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    Seattle Schools Scholarship Fund

    Each year since 1974, the Seattle Schools Scholarship Fund awards scholarships to graduating seniors of Seattle Public Schools and in recognition of students who have overcome significant life challenges to achieve their dreams.

    The scholarships are in the amount of $5,000 and are awarded to students each year for tuition expenses at any college or university or vocational training of the student's choice.

    The scholarship is funded largely from an annual contribution from the Seattle School Retirees Association, as well as generous donations from community members.

    Eligibility Requirements

    Candidates are selected by school counselors and the Scholarship Fund Committee Trustees.

    In order to be eligible to receive a Seattle Schools Scholarship Fund award, the student must:

    • be a graduating senior of a Seattle Public Schools high school during the year the award is awarded,
    • be a current resident of the Washington state, and
    • have demonstrated a certain level of academic achievement and potential for college success.

    Selection Criteria

    Consideration is given to the following criteria in determining both the candidates and recipients of the Seattle Schools Scholarship Awards:

    • financial need
    • recognizable contribution to their school and/or the community
    • performance in academic pursuits
    • candidates have overcome significant life challenges to obtain a high school diploma.

    Scholarship Committee

    2018-19 Board of Trustees

    Michael DeBell (Chair)
    Eric Benson (Vice-chair)
    Ronald Boy
    Linda Ellingboe
    Leslie Harris
    Myrna Muto
    Kathie Pham
    Lisa Rivera-Smith
    Clara Scott
    Dietrich A.C. Schmitz
    Richard Staudt
    Paulette Thompson
    Eleanor Toews


    Amy Fleming (Financial)
    Meaghan Kahlo (Archivist/Website Manager)
    Patti Leverenz (Financial)

    History of the Scholarship Trust Fund

    The Seattle Schools Scholarship Fund was established in 1974 to provide financial assistance to deserving graduates from Seattle Public Schools for first year college related expenses. The major goal of the fund is to reward students who have overcome significant life challenges to obtain a high school diploma and who might not ordinarily be considered for a higher education scholarship.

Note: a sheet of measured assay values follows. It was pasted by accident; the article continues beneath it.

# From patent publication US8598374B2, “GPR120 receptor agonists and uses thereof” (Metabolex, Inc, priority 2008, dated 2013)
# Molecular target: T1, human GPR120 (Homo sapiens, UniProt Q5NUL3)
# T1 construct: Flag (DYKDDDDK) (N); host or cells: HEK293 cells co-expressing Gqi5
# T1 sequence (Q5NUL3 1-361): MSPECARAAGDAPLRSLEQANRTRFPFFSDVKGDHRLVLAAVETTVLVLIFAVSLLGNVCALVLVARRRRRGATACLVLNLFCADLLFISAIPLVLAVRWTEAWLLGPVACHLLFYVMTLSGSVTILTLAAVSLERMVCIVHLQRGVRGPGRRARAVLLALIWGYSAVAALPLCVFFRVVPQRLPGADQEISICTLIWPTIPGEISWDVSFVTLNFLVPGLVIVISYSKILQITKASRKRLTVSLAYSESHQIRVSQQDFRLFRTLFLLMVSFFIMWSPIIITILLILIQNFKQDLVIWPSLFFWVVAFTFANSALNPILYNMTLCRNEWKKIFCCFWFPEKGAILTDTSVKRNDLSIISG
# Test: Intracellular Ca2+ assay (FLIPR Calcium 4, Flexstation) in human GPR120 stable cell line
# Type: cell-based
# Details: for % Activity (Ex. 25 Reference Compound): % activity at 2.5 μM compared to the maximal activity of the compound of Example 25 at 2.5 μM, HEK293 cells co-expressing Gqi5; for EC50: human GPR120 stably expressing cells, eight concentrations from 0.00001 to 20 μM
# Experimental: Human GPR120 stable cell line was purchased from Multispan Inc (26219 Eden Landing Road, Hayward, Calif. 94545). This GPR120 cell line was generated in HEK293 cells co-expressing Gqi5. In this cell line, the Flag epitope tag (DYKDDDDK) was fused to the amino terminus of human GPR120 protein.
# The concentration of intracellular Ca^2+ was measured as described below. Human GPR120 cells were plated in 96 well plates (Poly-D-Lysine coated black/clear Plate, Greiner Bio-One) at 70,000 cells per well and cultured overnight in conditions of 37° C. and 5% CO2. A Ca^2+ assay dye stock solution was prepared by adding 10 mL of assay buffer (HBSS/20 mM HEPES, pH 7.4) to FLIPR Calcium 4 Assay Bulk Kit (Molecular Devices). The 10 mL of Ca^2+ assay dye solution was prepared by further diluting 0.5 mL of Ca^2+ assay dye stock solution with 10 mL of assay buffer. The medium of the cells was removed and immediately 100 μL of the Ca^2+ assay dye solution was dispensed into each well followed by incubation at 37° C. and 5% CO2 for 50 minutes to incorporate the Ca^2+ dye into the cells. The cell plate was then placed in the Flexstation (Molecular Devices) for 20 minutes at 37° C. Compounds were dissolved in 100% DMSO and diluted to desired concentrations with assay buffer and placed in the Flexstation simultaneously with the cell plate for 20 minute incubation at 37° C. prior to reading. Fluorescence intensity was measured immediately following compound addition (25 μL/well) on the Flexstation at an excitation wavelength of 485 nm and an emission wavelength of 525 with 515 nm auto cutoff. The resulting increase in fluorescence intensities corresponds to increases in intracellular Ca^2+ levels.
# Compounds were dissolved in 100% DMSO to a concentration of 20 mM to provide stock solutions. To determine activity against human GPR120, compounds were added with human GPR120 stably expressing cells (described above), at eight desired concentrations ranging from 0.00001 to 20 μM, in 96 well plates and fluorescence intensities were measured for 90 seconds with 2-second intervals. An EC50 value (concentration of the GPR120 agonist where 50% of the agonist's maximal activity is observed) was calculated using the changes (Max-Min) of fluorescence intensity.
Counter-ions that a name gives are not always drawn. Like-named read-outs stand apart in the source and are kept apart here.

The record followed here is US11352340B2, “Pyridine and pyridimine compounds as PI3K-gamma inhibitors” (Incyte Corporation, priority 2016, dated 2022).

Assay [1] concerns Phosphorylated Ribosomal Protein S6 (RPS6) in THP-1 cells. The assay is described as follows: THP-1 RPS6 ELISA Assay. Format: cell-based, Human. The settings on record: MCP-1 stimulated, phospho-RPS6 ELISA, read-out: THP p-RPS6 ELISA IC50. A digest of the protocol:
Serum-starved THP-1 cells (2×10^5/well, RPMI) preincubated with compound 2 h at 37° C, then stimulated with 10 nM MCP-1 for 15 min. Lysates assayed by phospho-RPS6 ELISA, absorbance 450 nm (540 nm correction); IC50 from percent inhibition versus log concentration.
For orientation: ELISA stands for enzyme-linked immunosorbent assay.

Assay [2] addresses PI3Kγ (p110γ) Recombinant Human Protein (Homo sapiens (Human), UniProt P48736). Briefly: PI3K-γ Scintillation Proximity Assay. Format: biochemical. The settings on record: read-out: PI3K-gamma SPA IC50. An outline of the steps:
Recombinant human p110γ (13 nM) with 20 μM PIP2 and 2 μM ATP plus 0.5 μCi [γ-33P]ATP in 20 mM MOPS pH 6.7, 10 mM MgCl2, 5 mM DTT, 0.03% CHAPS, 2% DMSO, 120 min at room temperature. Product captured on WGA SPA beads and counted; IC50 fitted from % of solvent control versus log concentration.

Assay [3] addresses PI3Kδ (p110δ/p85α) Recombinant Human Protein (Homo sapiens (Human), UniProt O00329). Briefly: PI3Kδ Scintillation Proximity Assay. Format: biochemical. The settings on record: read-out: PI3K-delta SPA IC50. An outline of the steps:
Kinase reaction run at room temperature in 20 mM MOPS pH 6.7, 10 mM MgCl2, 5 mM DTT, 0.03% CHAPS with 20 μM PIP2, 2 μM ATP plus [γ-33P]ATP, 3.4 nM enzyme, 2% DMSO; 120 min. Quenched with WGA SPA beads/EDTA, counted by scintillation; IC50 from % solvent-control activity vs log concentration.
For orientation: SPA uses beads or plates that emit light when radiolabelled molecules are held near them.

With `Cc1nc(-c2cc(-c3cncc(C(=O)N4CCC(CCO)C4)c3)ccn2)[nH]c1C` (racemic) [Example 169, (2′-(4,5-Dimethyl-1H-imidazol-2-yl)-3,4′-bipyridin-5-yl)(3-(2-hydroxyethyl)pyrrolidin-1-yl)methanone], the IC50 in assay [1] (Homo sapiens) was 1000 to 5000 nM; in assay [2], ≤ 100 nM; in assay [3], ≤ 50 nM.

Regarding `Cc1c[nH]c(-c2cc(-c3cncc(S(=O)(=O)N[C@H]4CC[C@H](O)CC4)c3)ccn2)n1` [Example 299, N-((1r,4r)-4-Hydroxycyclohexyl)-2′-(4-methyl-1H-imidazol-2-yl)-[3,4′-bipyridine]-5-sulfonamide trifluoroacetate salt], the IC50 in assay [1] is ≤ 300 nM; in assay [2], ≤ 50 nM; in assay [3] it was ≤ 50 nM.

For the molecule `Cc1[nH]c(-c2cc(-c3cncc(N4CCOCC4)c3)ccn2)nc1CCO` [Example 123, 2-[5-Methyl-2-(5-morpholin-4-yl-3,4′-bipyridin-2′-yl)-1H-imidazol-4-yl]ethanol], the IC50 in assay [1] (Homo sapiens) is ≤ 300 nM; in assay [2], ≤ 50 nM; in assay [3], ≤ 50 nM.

These non-renewable awards of $5,000 each are distributed among young men and women from both traditional and alternative high schools in Seattle Public Schools who reflect the diverse ethnic population of the school district. Awards are disbursed directly to the institution.

    Scholarship Fund Sources

    An annual $12,250 contribution from the Seattle School Retirees Association (SSRA) has benefited the fund significantly over the years.

    An annual gift of $10,000 by the Tricia and Richard Taylor family honoring the memory of Sharon Woerner Loberg supports the scholars from Rainier Beach High School. 

    Donations have come from many sources including district employees and the community.

    Since the inception of the Scholarship Fund in 1974, the number and amounts of scholarships granted has increased to 26 scholarships of $5,000 each.

    The 2017 ceremony honored former Franklin High School teacher and longtime fund trustee Phil Konkel who passed away in 2016. His passion and tireless efforts dedicated to the success of the students of Seattle and the Scholarship Fund will be greatly missed. His legacy lives on through a generous bequest to the Fund of nearly $200,000.

    In 2004, Nora B. Adams, former teacher and principal in Seattle Public Schools, left a bequest of nearly $600,000 to the Seattle Schools Scholarship Fund. Nora B. Adams (1928-2004) was a teacher at  Sharples Jr. High and T. T. Minor Elementary and also served as principal at T. T. Minor, Bryant, Sacajawea, Dunlap, and Seward Elementary Schools.

    In 1999 the fund increased by $11,000 when contributions in honor of long-time school board member, Ellen J. Roe were made upon her retirement.

    In 1983 Superintendent Donald Steele recorded an album with country singer Tammy Wynette. All proceeds ($90,000) from its sales were directed to the Scholarship Fund.